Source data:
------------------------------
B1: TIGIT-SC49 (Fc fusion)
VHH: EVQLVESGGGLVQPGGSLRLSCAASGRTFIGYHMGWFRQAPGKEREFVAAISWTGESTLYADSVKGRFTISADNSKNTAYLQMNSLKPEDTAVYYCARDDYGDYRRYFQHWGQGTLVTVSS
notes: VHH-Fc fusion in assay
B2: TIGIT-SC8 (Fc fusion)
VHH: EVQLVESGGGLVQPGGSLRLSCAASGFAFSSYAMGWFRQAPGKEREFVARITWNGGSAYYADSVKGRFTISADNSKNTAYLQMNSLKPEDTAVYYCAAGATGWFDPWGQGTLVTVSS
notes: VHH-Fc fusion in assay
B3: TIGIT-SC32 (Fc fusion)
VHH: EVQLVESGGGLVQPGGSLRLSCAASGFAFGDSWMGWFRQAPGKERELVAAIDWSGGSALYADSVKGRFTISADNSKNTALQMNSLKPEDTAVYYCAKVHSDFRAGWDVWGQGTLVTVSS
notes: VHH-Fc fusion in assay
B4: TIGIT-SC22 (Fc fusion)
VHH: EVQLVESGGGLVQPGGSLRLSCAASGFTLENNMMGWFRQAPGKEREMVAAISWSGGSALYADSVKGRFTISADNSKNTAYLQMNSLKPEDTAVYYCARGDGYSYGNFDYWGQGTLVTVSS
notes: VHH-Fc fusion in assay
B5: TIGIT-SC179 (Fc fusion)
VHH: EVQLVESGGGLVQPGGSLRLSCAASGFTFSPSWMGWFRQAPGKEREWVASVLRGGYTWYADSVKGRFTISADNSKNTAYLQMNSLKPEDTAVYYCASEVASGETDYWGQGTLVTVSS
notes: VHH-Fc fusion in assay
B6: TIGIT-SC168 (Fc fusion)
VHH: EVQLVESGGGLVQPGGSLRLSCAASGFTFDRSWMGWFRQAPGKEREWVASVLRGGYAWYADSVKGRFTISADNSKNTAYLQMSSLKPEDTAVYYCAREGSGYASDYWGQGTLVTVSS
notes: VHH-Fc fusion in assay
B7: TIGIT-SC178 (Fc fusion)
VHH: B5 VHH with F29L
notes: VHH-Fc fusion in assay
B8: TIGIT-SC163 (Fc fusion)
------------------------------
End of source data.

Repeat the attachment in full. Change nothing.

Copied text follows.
B1: TIGIT-SC49 (Fc fusion)
VHH: EVQLVESGGGLVQPGGSLRLSCAASGRTFIGYHMGWFRQAPGKEREFVAAISWTGESTLYADSVKGRFTISADNSKNTAYLQMNSLKPEDTAVYYCARDDYGDYRRYFQHWGQGTLVTVSS
notes: VHH-Fc fusion in assay
B2: TIGIT-SC8 (Fc fusion)
VHH: EVQLVESGGGLVQPGGSLRLSCAASGFAFSSYAMGWFRQAPGKEREFVARITWNGGSAYYADSVKGRFTISADNSKNTAYLQMNSLKPEDTAVYYCAAGATGWFDPWGQGTLVTVSS
notes: VHH-Fc fusion in assay
B3: TIGIT-SC32 (Fc fusion)
VHH: EVQLVESGGGLVQPGGSLRLSCAASGFAFGDSWMGWFRQAPGKERELVAAIDWSGGSALYADSVKGRFTISADNSKNTALQMNSLKPEDTAVYYCAKVHSDFRAGWDVWGQGTLVTVSS
notes: VHH-Fc fusion in assay
B4: TIGIT-SC22 (Fc fusion)
VHH: EVQLVESGGGLVQPGGSLRLSCAASGFTLENNMMGWFRQAPGKEREMVAAISWSGGSALYADSVKGRFTISADNSKNTAYLQMNSLKPEDTAVYYCARGDGYSYGNFDYWGQGTLVTVSS
notes: VHH-Fc fusion in assay
B5: TIGIT-SC179 (Fc fusion)
VHH: EVQLVESGGGLVQPGGSLRLSCAASGFTFSPSWMGWFRQAPGKEREWVASVLRGGYTWYADSVKGRFTISADNSKNTAYLQMNSLKPEDTAVYYCASEVASGETDYWGQGTLVTVSS
notes: VHH-Fc fusion in assay
B6: TIGIT-SC168 (Fc fusion)
VHH: EVQLVESGGGLVQPGGSLRLSCAASGFTFDRSWMGWFRQAPGKEREWVASVLRGGYAWYADSVKGRFTISADNSKNTAYLQMSSLKPEDTAVYYCAREGSGYASDYWGQGTLVTVSS
notes: VHH-Fc fusion in assay
B7: TIGIT-SC178 (Fc fusion)
VHH: B5 VHH with F29L
notes: VHH-Fc fusion in assay
B8: TIGIT-SC163 (Fc fusion)